Newsletter Posts

A Time to Build: Don’t Wait for BEAD

March 8, 2024

Ecclesiastes teaches us:

“To every thing there is a season,
and a time to every purpose under heaven:
A time to be born, and time to die;
A time to plant, and a time to pluck up that which is planted;
A time to kill, and a time to heal;
A time to tear down, and a time to build up…”

Over the course of my life, I have meditated on this poem. There are times when I feel out of step with the season. I expect this coming year will be such a time for me.

A time to tear down, and a time to build up.

I think this is a time to build, even as I can see our country and the world being torn asunder.

While others tear down, we will build.

While others wait, we will persist.

That’s all the poetry for today; the rest will be prose.

Maybe BEAD Is Not For You 

Last week, I recounted a conversation with a former colleague. As I expressed my frustration with the structure and timing of the BEAD program, he responded by saying, “Maybe BEAD is not for you.”

My grievance with BEAD:

1. In population densities of fewer than eight homes per mile, the BEAD program design favors inferior technologies and services.

2. Once these monies are squandered, Congress will be unlikely to approve such a large amount of money for rural America again for another generation.

That’s not to say that:

  • Money won’t be spent.
  • There won’t be press releases from broadband offices and recipients of funding.
  • There won’t be incremental improvement in broadband in rural communities.
  • Or even that Conexon and electric co-ops won’t participate.

While my former colleague, who is an expert on BEAD, was suggesting the program may not be for me, he revealed something else.

  • BEAD is a politician’s idea of a solution for rural broadband.
  • As for closing the digital divide, it will not.
  • In short, we’ve seen this movie before.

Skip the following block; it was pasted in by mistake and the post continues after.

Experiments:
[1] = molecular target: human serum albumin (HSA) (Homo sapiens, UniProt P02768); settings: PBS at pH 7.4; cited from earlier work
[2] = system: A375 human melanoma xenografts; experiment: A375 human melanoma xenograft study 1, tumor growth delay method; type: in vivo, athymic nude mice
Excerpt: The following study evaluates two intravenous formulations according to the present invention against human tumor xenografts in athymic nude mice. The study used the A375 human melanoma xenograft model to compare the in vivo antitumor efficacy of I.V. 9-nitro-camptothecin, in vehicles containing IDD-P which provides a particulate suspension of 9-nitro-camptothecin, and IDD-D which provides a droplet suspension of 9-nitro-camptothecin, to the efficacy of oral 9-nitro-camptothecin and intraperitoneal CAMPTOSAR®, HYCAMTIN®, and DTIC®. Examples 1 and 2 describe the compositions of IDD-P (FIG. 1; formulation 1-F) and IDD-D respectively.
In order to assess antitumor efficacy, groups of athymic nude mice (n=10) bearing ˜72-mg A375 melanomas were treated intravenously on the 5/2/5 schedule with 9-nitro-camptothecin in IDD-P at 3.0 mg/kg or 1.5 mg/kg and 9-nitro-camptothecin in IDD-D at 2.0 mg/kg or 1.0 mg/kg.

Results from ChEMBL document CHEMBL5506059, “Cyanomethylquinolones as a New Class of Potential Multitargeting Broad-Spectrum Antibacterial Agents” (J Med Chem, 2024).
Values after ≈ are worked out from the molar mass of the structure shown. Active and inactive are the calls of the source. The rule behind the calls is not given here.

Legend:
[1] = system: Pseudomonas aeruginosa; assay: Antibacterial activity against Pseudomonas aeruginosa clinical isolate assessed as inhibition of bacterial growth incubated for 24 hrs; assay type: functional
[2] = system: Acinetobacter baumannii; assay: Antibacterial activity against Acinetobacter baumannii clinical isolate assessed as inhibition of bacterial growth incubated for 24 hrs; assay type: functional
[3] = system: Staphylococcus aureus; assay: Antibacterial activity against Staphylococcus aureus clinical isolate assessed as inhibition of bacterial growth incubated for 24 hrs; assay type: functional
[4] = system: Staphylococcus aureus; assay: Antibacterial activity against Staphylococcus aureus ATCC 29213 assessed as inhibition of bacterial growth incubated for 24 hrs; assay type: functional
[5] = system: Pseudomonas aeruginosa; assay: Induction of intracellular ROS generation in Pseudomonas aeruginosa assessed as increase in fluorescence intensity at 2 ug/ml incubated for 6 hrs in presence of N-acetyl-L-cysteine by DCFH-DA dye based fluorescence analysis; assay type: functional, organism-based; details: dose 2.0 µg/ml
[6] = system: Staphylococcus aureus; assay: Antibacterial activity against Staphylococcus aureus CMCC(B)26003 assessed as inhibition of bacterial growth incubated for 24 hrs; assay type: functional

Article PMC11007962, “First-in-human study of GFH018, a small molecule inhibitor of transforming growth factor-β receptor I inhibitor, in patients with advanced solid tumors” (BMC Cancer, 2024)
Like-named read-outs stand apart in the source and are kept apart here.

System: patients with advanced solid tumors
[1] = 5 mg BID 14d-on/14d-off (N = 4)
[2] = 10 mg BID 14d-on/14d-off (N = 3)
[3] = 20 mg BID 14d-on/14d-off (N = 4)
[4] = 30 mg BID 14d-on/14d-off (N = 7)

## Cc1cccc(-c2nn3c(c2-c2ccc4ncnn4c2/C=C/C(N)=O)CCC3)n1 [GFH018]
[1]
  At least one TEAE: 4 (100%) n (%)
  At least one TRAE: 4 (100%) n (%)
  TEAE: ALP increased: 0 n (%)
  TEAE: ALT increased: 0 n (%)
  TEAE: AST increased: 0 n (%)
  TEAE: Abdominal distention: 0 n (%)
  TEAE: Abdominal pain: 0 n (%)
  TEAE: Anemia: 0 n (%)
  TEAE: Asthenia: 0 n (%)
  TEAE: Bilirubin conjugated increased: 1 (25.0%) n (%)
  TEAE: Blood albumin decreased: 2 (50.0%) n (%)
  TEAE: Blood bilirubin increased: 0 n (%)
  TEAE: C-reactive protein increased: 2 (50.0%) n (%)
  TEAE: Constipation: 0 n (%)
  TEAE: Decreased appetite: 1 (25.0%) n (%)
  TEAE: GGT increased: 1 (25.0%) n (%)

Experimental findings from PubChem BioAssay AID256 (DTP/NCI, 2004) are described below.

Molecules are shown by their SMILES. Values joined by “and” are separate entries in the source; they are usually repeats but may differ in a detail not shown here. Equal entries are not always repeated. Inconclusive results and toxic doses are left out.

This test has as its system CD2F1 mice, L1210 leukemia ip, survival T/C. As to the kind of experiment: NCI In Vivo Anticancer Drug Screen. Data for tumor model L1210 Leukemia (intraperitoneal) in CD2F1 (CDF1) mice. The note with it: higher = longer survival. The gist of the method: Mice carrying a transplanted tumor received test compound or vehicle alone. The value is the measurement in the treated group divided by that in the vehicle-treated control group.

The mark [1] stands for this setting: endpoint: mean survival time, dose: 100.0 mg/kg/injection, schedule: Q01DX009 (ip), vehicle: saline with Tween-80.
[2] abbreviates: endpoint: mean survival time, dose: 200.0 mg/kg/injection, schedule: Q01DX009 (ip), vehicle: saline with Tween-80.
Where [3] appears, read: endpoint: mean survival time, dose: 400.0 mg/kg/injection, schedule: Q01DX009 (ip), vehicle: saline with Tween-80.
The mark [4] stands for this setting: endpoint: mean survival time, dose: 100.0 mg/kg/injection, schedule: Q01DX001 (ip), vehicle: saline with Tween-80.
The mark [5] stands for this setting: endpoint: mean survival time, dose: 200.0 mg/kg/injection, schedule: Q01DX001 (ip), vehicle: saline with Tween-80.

By the time BEAD money flows, the program will have delayed the construction of broadband networks in unserved and underserved areas for years.

An Alphabet of Funding: CAF II, CARES, RDOF, ARPA, BEAD

At TechAdvantage this week, one of our co-op clients mentioned to me that his co-op had just wrapped up the final phase of its CAF II build.

  • Conexon’s bidding consortium was awarded more funds for fiber construction than any other bidder in the FCC CAF II auction, and two years later more funds in RDOF than any other bidder except for Charter.
  • The CAF II awards were made in 2019. Now, five years into the ten-year program, all of our CAF II projects are wrapping up.
  • All of our CARES projects were wrapped up on time.
  • Today, most of our ARPA projects are wrapping up, as well as several RDOF projects.

Go deeper:

Each of these funding programs has played a role in bringing fiber to rural communities. None were a home run program. They were all singles, and maybe a bunt or two to move a runner over.

BEAD will be more of the same.

No one will be able to build a whole network with BEAD.

  • By its nature, the eligible locations are widely dispersed throughout each state.
  • For some, the funding will be used to edge out from an existing service territory or fill in holes.
  • For a co-op, a fiber network should be designed to follow the electric distribution network. As we say, “Fiber follows power.”
  • BEAD may be useful for some feeders or parts of feeders.

What’s next:

This year, Conexon will complete construction projects for a dozen co-ops in a half dozen states.

  • “Complete,” to us, means 100% of co-op members will have access to fiber to their homes, businesses, farms, schools and other community facilities, as well as co-op electric devices for smart grid.
  • All of the projects we’ll complete this year had unserved areas.
  • None waited for BEAD and they are all better off for not having waited.

The Final Word

BEAD was adopted by Congress in 2021. Most people who have waited on BEAD these past three years will continue to wait.

  • They will wait for eligibility maps, for challenges to the maps, for appeals to the challenges, for the Notices of Funding Opportunity, for the decisions of the state broadband office.

Assuming they win a grant, there will be a log jam of new construction.

  • They will then wait for design, for materials, for poles, strand, conduit, fiber.
  • They will wait for make-ready construction crews.
  • They will wait for underground, overhead, and drop crews.
  • And on and on.

The difference for Conexon and others who do not wait:

As we complete projects, we will start new ones this year without waiting for BEAD. We will keep our workforce, construction crews and materials vendors all busy with new construction.

Everything I’m involved in right now is designed to get ahead of BEAD. I’m not ignoring BEAD. I embrace that there is a time for every purpose.

I believe now is a time to build.